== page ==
This is not to say that there is no value in consultants; there is and I wouldn't be one if I didn't think there was. Sometimes, as my old professor Dick Buchanan used to say, "you need person from out of town with a briefcase" to give perspective and tell the truth. And having an outside perspective can be helpful; often the people on the inside are too busy doing their jobs to have any perspective on them. They can't see the forest for the cubicals. Consultants are also good for supplementing your workforce in areas outside your core competency. But you know this; it's Business 101.
One problem with consultants is that too many of them have an agenda far outside of making your business better. They are selling their snake-oil cure-all for your company. ("All you need to do is follow our 27-step process and your company will be healthy again!") You have to buy their agenda before you buy their solution. Your solution is tailored to their agenda, whatever that may be. With too many design firms, this means you have to buy into their exact, rigid method. There is a set way of doing every project, big or small, whether a step makes sense or not. Processes and deliverables aren't tailored to fit the project or the client.
Another sad fact is that too many consultants don't care about the success of their clients. Which seems insane, but it's true. It's easy, sometimes too easy, for a consultant to just walk away from the mess he just left for the client to clean up. Consultants should recall Raymond Loewy's story about visiting the factory and realize the success of clients is our success as well. People's financial and emotional fates are tied to ours, whether we acknowledge it or not.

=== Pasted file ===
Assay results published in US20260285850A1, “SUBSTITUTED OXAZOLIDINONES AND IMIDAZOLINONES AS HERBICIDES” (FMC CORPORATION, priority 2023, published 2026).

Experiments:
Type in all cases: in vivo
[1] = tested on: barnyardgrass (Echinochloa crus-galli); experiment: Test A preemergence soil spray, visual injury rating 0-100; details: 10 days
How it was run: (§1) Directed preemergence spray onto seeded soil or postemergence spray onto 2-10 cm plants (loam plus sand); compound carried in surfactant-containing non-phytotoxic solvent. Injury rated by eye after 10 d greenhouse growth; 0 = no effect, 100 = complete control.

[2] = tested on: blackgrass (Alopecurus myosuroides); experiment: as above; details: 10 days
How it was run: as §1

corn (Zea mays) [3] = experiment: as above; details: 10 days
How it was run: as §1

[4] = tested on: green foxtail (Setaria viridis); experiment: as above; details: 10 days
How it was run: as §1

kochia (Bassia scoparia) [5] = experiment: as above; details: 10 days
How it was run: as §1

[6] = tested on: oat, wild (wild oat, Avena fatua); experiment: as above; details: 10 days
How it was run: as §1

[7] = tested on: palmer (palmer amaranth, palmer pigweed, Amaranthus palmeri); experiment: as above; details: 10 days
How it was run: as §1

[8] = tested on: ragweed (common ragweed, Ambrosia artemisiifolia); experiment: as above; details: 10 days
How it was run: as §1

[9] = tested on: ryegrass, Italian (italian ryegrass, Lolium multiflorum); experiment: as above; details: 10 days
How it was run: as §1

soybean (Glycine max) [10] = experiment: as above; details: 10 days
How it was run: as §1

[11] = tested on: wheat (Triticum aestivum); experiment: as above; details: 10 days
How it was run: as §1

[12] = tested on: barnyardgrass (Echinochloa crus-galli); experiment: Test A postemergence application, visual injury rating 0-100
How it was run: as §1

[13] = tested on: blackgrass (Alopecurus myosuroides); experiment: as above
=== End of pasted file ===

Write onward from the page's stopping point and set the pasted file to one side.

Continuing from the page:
I'm not implying that I'm immune from any of these criticisms; I'm not. But I'm aware of them. I'm acutely aware that whatever crazy ideas I come up with, someone's (usually many people's) jobs will be on the line when implementing them. I'm aware that as a design consultant, I'm an outsider, there for a few days, weeks, or months, not a part of the company, but as anything from an interloper to a savior, sometimes both at once and everything in-between.
Designing shouldn't be taken lightly, and people's careers and livelihoods shouldn't be either. Consultants are called in to make things better, not worse. We should adopt the physician's creed as our own: First do no harm.
What's Your Adjective?
When ABC anchorman Peter Jennings died this past weekend, a ridiculous amount of obituaries and tributes (New York Times, Washington Post, Financial Times, AP, CBS News, and a host of others) all used one word to describe him: urbane. Despite the obvious plagiarizing, it's a good word, and one that aptly described my favorite news anchor. What cool word would you like to see in your obituary? Mine's erudite.
Barking in the Yard
I just finished probably the best book I've ever read about what it's like to be a designer, analyzing and discussing the every-day paradoxes and dilemmas that one encounters while doing the job. It's American Mutt Barks in the Yard by David Barringer.
It's really one long, sprawling essay, but very engaging and thought-provoking. The writing is lucid, funny, and intense. It's probably the first design book I've ever read that I wished I'd written. Highly recommended.